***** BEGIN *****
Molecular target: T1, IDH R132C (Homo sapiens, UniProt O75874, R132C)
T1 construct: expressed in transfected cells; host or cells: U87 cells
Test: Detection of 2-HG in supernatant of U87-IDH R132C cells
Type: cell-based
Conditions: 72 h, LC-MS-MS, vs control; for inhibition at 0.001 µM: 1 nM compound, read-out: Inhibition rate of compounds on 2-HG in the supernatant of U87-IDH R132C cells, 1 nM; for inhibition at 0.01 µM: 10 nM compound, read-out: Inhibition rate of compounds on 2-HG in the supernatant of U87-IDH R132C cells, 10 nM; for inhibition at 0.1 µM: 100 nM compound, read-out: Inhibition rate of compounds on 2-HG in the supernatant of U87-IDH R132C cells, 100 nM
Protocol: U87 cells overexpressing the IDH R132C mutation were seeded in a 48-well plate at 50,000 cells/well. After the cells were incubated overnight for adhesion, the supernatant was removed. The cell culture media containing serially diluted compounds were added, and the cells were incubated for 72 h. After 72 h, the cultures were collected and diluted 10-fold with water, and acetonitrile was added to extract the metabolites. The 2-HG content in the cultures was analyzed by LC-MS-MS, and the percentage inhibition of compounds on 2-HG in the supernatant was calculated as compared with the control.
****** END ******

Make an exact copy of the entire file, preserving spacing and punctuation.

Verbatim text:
Molecular target: T1, IDH R132C (Homo sapiens, UniProt O75874, R132C)
T1 construct: expressed in transfected cells; host or cells: U87 cells
Test: Detection of 2-HG in supernatant of U87-IDH R132C cells
Type: cell-based
Conditions: 72 h, LC-MS-MS, vs control; for inhibition at 0.001 µM: 1 nM compound, read-out: Inhibition rate of compounds on 2-HG in the supernatant of U87-IDH R132C cells, 1 nM; for inhibition at 0.01 µM: 10 nM compound, read-out: Inhibition rate of compounds on 2-HG in the supernatant of U87-IDH R132C cells, 10 nM; for inhibition at 0.1 µM: 100 nM compound, read-out: Inhibition rate of compounds on 2-HG in the supernatant of U87-IDH R132C cells, 100 nM
Protocol: U87 cells overexpressing the IDH R132C mutation were seeded in a 48-well plate at 50,000 cells/well. After the cells were incubated overnight for adhesion, the supernatant was removed. The cell culture media containing serially diluted compounds were added, and the cells were incubated for 72 h. After 72 h, the cultures were collected and diluted 10-fold with water, and acetonitrile was added to extract the metabolites. The 2-HG content in the cultures was analyzed by LC-MS-MS, and the percentage inhibition of compounds on 2-HG in the supernatant was calculated as compared with the control.